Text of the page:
Visceral fat is of particular concern because progressive accumulation is a cause of insulin resistance, which is one of the early metabolic factors leading to the development of metabolic syndrome. Visceral fat cells are not dormant; they are metabolically active and produce a variety of peptide hormones, like angiotensin, and inflammatory cytokines such as C-reactive protein and Interleukin-6 that act on other cells in distant locations to produce inflammation. Even moderate increases in visceral fat can produce measurable and clinically relevant inflammation of the endothelial cells lining all blood vessels.
Eating an unhealthy diet with an excess of calories and consuming too much sugar or too many simple carbohydrates, combined with a sedentary lifestyle, contribute to both weight gain and accumulation of visceral fat. Maintaining optimal weight with a sensible diet of wholesome, nutritious foods and moderate daily exercise is an important part of minimizing the build up of visceral fat and the development of metabolic syndrome.
Additional success in the life-long commitment to minimize visceral fat and weight gain can be achieved with the flavonoid called Glabridin, which is isolated from the roots of Glycyrrhiza glabra L., a plant with thousands of years of a history of safe use and effectiveness. Glabridin is a potent antioxidant phytochemical; chemically, it is known as a flavonoid molecule that is part of a larger family of plant-derived polyphenols.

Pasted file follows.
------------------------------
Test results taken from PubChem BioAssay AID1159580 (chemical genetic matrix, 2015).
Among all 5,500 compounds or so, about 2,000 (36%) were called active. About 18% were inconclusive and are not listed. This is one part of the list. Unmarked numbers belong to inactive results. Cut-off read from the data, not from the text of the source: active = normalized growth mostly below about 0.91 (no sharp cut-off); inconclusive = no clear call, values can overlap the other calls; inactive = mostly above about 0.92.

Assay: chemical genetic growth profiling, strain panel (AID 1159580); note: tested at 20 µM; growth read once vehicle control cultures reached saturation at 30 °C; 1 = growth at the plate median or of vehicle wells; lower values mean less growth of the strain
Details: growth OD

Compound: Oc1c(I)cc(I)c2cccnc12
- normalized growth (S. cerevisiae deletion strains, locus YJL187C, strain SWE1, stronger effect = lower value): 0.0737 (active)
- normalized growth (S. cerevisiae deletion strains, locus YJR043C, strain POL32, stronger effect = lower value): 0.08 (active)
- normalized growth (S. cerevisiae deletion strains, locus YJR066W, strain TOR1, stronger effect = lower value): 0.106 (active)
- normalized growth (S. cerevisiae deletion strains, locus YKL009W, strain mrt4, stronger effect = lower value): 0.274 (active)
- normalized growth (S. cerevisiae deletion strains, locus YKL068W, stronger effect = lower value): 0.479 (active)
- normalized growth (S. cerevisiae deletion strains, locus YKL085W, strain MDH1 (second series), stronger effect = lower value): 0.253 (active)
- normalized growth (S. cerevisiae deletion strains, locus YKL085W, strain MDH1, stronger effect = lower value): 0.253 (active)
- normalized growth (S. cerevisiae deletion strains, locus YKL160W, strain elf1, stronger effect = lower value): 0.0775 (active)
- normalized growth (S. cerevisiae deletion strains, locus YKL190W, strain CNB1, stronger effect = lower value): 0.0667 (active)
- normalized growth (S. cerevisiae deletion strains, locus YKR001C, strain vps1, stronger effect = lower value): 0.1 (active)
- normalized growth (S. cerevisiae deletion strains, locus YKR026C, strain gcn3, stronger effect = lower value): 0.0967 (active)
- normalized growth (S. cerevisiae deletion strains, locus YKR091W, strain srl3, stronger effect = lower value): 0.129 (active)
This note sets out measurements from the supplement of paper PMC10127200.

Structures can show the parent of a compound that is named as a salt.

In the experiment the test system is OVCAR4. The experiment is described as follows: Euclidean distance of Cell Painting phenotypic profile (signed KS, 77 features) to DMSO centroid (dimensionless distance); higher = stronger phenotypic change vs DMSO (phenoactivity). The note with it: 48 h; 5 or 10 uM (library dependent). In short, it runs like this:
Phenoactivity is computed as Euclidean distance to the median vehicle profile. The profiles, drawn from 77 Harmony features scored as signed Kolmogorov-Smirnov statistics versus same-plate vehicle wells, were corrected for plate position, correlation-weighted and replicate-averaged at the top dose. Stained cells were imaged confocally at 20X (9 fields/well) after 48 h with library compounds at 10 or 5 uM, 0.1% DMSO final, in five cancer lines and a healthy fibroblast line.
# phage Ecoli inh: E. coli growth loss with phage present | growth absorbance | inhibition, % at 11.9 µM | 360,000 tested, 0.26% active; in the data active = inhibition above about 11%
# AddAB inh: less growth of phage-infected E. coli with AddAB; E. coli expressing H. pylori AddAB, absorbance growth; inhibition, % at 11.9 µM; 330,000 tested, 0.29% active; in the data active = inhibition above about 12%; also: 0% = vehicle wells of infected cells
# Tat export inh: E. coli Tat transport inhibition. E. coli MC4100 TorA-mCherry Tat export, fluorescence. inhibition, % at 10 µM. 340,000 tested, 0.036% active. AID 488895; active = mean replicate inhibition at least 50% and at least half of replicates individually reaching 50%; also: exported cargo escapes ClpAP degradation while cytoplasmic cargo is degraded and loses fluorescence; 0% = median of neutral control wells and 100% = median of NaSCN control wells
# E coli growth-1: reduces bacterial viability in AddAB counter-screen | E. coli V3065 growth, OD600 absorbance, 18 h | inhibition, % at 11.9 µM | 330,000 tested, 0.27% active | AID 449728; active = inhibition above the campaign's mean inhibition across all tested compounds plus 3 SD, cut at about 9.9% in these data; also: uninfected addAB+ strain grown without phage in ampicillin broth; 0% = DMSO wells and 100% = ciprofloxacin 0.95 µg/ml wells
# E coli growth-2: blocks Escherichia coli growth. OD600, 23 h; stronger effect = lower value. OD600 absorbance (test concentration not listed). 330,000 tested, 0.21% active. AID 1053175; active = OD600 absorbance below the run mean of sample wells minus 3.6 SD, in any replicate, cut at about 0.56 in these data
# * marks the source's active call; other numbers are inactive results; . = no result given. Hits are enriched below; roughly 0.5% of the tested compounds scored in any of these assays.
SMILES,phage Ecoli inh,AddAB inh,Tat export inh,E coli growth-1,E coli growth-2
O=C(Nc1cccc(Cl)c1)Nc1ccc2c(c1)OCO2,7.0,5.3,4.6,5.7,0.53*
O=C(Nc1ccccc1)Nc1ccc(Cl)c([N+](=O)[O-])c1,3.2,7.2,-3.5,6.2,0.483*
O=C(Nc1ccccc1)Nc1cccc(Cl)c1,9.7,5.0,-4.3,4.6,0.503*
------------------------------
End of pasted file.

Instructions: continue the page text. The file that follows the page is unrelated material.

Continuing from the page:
Both animal research and two controlled human, clinical studies have demonstrated the reliability of Glabridin as a safe and effective approach to inhibit the accumulation of excess body fat--especially visceral fat. The human clinical studies have documented that Glabridin may reduce body weight, decrease waist circumference and mobilize visceral fat while acting to regulate and maintain healthy blood sugar levels. Research conducted in two different strains of laboratory mice, used as models of human diabetes and obesity, has shown that Glabridin reduces the accumulation of visceral fat and down regulates the fat-forming enzymes in the abdominal fat tissue; in addition, Glabridin stimulates the activity of lipolytic or fat burning enzymes in the liver.
The placebo-controlled, double-blind human studies have confirmed and extended the results of the experiments performed in the mouse models. Glabridin reduced the amounts of visceral fat, as confirmed by sophisticated dual-energy X-ray scans, produced reductions of body weight gain, and decreased body fat.
Glabridin is the result of over a decade of research and development, culminating in the acceptance of Glabridin (as a standardized extract from Glycyrrhiza glabra L.) as a new dietary ingredient by the Food and Drug Administration. In combination with a healthy diet and moderate, daily exercise, Glabridin helps to maintain optimal body weight and promotes healthy fat metabolism, eliminating the consequences of visceral fat accumulation and the ravages of metabolic syndrome. Thus, Glabridin may play a significant role in the quest for longevity, and contribute to achieving greater vitality and healthy aging.

Jeffrey Reinhardt, M.Sc., is the Chief Science Officer for Vitamin Research Products. This article was reprinted with permission. You can learn more about their product Glabrinex™ on their website www.vrp.com or call 800-877-2447.